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Top 10 Songs from Our Adulthood Made into Decent Covers

By Christina2 - April 7, 2014

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Music isn't meant to stay frozen in time, but rather be revisited and explored as the years go on. And a song that can not only last through the decades but also provide meaning for those not around when it was originally released it a sign it was good when it first came out. The following list of songs fit those qualifications, with both the original and the best cover listed together. Starting with number 10...

10. "Hound Dog"

Original: Big Mama Thornton first recorded this song in 1952, which spent seven weeks in the No. 1 spot on the Billboard charts and sold 2 million copies.

But you may remember it better for...

Cover: Elvis Presley's version just three years later, which became such a massive hit it almost completely removed Big Mama Thornton's name from the conversation.

9. "Hurt"

Original: By now, everyone knows that the Nine Inch Nails were the first ones to pen and sing this song, but it was a certain man in black who made it worth listening to.

But you may remember it better for...

Cover: Johnny Cash covered this song in the last years of his life, and there's an urgency and poignancy that was never there with the NIN version.

8. "Sea of Love"

Original: The very first person to record this song was Phil Phillips, but he was struck unlucky by the fact his song was so catchy and suited so many other voices other than his own, like Tom Waits's and Del Shannon's voices.

But you may remember it better for...

Cover: Cat Power took the song and flipped it on its head, providing an ethereal and modern remake of it that keeps the song's message current.

7. "Last Kiss"

Original: The lyrics are vivid and haunting, but Wayne Cochran couldn't keep them associated to his name as various musical acts sang them instead.

But you may remember it better for...

Cover: It's a tie between Pearl Jam and J. Frank Wilson and the Cavaliers, depending on your taste in music and which decades you prefer listening to. Both are equally solid, and it comes down to personal preference.

6. "Respect"

Original: While his name may not immediately come to mind, it was Otis Redding who first put his stamp on this song about, well, respect.

But you may remember it better for...

Cover: Aretha Franklin is the woman most of us know when talking about the song "Respect", mostly because her version of the song just suits her and her voice so well.

5. "I Think We're Alone Now"

Original: Tommy James and the Shondells first sang this song in 1967, courtesy of songwriter Ritchie Cordell. It was a hit unto its own right, peaking as high as No. 4 on the Billboard charts.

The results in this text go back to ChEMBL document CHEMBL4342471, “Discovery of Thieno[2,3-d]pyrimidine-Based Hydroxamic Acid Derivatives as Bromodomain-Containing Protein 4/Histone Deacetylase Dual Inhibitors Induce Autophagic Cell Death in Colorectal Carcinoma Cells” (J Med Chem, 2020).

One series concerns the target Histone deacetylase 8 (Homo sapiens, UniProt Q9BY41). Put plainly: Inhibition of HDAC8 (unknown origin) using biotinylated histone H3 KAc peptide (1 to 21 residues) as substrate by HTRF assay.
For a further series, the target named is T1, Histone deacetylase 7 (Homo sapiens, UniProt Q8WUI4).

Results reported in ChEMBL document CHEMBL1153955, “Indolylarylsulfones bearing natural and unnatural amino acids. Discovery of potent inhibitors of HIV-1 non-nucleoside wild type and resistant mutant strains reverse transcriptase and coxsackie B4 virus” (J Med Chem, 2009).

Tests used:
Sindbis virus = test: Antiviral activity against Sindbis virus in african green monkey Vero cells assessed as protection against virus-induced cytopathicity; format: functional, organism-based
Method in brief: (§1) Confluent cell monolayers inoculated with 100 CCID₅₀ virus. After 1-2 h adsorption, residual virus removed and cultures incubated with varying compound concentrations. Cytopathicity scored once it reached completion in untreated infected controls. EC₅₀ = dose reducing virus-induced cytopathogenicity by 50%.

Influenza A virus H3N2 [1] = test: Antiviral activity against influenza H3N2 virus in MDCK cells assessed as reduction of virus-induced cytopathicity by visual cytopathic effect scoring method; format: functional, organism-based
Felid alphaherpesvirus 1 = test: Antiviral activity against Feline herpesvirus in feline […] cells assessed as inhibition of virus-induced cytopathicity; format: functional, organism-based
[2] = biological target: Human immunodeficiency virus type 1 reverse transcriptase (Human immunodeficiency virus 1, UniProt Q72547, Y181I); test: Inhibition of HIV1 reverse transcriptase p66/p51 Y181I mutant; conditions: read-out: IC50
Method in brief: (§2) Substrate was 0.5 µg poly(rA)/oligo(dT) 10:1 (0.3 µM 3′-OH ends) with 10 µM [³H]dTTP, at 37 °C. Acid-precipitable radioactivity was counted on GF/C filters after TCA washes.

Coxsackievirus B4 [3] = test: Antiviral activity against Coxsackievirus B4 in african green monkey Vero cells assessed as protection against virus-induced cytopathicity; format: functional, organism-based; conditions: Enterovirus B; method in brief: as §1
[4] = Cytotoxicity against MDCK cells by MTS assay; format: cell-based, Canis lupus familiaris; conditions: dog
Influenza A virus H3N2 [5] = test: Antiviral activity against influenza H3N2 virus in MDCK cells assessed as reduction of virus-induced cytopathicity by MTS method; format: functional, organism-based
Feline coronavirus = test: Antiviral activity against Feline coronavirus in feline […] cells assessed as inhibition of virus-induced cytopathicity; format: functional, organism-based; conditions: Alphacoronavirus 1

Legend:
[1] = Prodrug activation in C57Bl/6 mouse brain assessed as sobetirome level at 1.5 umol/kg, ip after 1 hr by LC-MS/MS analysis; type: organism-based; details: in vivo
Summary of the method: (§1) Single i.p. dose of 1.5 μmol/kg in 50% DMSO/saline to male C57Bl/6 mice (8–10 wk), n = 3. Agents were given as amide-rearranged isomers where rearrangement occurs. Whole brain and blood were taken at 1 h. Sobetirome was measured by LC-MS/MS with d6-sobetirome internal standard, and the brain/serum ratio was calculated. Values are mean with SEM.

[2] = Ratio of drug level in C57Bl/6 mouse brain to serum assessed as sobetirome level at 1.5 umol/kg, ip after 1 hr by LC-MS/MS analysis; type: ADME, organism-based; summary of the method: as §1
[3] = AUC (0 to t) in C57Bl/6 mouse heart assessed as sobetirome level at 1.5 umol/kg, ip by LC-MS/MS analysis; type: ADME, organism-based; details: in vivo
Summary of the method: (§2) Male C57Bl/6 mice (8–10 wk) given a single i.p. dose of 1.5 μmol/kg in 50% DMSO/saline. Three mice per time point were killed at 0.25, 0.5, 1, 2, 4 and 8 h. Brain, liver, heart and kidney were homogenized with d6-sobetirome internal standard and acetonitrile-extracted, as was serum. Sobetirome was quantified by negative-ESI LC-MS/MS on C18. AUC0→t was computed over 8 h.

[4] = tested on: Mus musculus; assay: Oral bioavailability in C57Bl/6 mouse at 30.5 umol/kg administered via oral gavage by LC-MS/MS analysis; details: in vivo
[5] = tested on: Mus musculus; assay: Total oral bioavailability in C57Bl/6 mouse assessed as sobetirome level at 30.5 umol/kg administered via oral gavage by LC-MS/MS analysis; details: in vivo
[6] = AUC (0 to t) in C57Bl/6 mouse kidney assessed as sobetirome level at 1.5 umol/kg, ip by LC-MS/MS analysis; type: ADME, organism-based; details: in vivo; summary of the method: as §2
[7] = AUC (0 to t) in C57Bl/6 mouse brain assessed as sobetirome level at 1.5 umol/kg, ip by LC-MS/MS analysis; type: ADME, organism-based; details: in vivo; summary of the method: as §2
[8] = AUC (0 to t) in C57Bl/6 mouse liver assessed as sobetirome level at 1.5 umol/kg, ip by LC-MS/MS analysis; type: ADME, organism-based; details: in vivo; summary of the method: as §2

But you may remember it better for...

Cover: Tiffany's version 20 years later, which elevated the 16-year-old singer into a superstratosphere of (temporary) musical fame. Interesting tidbit: The song that removed her cover from the No. 1 spot was another Tommy James and the Shondells cover, "Mony Mony" by Billy Idol.

4. "Killing Me Softly"

Original: Roberta Flack had an incredibly soulful, emotive voice that made you feel everything that was going on inside her, and this song is no exception.

But you may remember it better for...

Cover: The Fugees—who admittedly aren't terribly relevant anymore—took this song and made it completely their own, with this representing some of Erykah Badu's best work.

3. "When the Levee Breaks"

Original: Kansas Joe McCoy and Memphis Minnie took a spin with this song in 1929, giving the Mississippi flood that'd happened only a few years earlier a bluesy twist.

But you may remember it better for...

Cover: Almost four decades later, rock and roll heavyweights Led Zeppelin maintained a slightly blues feel but went a lot heavier with their version.

2. "The Tide is High"

Original: In 1967, The Paragons made ska popular when they released this song, and it was just too good to sit on it.

But you may remember it better for...

Cover: Blondie was looking for its second No. 1 single when guitarist Chris Holt jazzed it up with extra instrumentals and gave it that signature Blondie sound.

1. "I've Got You Under My Skin"

Original: To say Cole Porter was a master with words and lyrics is like saying some of his songs are catchy; the man was one of the century's songwriting greats, and his legacy is rarely approached, let alone matched. So, in 1936, his words were set in music for Virginea Bruce to sing in the MGM movie Born to Dance.

But you may remember it better for...

Cover: Frank Sinatra. Ol' Blue Eyes had more hits than you could shake a stick at, but "I've Got You Under My Skin" is one of his most memorable.